In my quest to read five non-fiction books in 2015, I started off the year with two of the best books I’ve ever read, in Behind the Beautiful Forevers two weeks ago, and now Anna Funder’s Stasiland. Anna Funder is an Australian author who has written both fiction (the critically acclaimed novel All That I Am) and non-fiction. Stasiland was published in 2001, not long after Funder made a return visit to Eastern Germany in 2000.
My mum handed me Stasiland earlier this month when I told her I wanted to read more non-fiction, because “it reads like fiction”. I don’t think it quite reads like fiction, but it’s one of the most interesting books I’ve ever read. Combining the stories of the people she interviewed for the book with her own accounts of her travel throughout Germany and her reactions to the stories she was being told. Funder interviews people who both worked for and were victims of the Stasi in the German Democratic Republic, and is smart to admit her own biases when she was conducting her interviews.
Funder’s inspiration for writing the book came when she was working at a television station in the former East Berlin answering letters. One letter writer accused the station of glossing over what life was really like in the former GDR, and assuming that reintegration with Western Germany was a success. Funder brought this letter to her superiors, but she was turned down and decided to investigate the matter herself. She travelled to ex-Stasi buildings that had been transformed into museums, where she met someone who introduced her to her first interviewee, Miriam. Miriam was declared an enemy of the state when she was a teenager for putting up posters and was arrested when she tried to cross the Wall into West Berlin. After her imprisonment, Miriam met her soon to be husband Charlie, and after applying to move to the West, Charlie was arrested and died in prison. There were some issues with his funeral, and Miriam can never be sure whether or not she buried her husband, or what happened to him. Funder then advertised for interviewees, and she unearthed some fascinating stories. The stories of the former citizens of the GDR ranged from families who were separated by the Wall and kept trying to escape West to the life of the closest thing Eastern Germany had to a rock band.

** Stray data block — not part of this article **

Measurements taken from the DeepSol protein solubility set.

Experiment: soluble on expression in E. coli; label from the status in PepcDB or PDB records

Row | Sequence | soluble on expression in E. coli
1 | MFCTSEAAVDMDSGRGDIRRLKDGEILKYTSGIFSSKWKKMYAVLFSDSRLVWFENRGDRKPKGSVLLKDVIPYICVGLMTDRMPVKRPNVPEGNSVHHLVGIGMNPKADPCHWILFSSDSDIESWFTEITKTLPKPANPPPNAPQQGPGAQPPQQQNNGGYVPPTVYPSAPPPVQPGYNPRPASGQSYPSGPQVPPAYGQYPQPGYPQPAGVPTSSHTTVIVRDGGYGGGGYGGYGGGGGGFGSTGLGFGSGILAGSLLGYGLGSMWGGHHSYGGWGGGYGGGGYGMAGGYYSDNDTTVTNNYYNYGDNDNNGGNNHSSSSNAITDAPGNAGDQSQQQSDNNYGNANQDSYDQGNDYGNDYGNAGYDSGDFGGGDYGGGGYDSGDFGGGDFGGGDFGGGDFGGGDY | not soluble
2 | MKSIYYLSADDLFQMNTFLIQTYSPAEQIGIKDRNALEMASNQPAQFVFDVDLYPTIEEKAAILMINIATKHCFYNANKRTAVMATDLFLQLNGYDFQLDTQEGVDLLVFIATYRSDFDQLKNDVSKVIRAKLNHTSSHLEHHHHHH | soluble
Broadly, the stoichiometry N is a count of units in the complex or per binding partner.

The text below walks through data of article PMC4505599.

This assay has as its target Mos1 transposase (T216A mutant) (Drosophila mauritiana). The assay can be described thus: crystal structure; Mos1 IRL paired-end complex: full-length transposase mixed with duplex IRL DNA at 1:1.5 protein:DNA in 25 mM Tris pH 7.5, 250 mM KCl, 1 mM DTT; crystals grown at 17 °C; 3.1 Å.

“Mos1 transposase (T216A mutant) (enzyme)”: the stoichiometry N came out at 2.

These stories are tragic, but by far the most fascinating stories told were those of former Stasi officers, including the man who painted the line, which then became the Berlin Wall. Some still believed in the Stasi regime, and the most fascinating part of the book was the discovering how the GDR saw Germany’s involvement in the war. One interviewee described Nazism as “something terrible that happened to us” (quotation from my memory), and Funder didn’t understand what he meant, and neither did I. It wasn’t until another former Stasi officer explained how propaganda worked, that you learn that the GDR regime advocated that the Nazi Party and World War II were the product of imperialism and capitalism, and therefore something that was inflicted upon Eastern Germany by the West. This book wouldn’t be half as good as it is without these interviews, and former Stasi officers were not the only ones wishing for the good old days. Many former GDR citizens saw the reunification as a negative, and the cause of the increased homelessness in Eastern Germany.
Funder’s writing is also some of the best I’ve ever read. She is at her best when she describes the differences between the dictatorships in Latin America to the former GDR
One can more easily understand a desire for cases stuffed with money and drugs, for women and weapons and blood. These obedient grey men doing it with their underpaid informers on a weekly basis seem at once more stupid and more sinister. Betrayal clearly has its own reward: the small deep human satisfaction of having one up on someone else. It is the psychology of the mistress, and this regime used it as fuel.
The Stasi recruited and trained spies to inform on their family and friends and it is with that that they had total control over citizens of the GDR. Funder perfectly captures the horrors of such a regime by interviewing the people who were victims of the Stasi and the Stasi who created the horrors themselves.